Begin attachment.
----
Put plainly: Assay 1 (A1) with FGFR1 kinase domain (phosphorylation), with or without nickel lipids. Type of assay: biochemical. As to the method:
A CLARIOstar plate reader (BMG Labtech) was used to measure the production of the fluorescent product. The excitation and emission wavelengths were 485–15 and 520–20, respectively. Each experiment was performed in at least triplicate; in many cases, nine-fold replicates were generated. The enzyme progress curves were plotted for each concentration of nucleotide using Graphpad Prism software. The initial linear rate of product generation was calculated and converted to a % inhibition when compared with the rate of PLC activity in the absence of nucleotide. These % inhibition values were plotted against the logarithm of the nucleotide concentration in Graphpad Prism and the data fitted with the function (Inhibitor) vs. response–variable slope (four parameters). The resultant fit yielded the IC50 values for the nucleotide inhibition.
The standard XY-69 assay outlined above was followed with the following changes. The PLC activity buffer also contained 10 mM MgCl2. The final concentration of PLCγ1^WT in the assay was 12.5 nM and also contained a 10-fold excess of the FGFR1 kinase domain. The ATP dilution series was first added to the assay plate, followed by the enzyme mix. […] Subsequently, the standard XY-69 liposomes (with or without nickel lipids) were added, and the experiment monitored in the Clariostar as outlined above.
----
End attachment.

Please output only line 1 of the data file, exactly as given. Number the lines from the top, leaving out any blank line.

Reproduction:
Put plainly: Assay 1 (A1) with FGFR1 kinase domain (phosphorylation), with or without nickel lipids. Type of assay: biochemical. As to the method: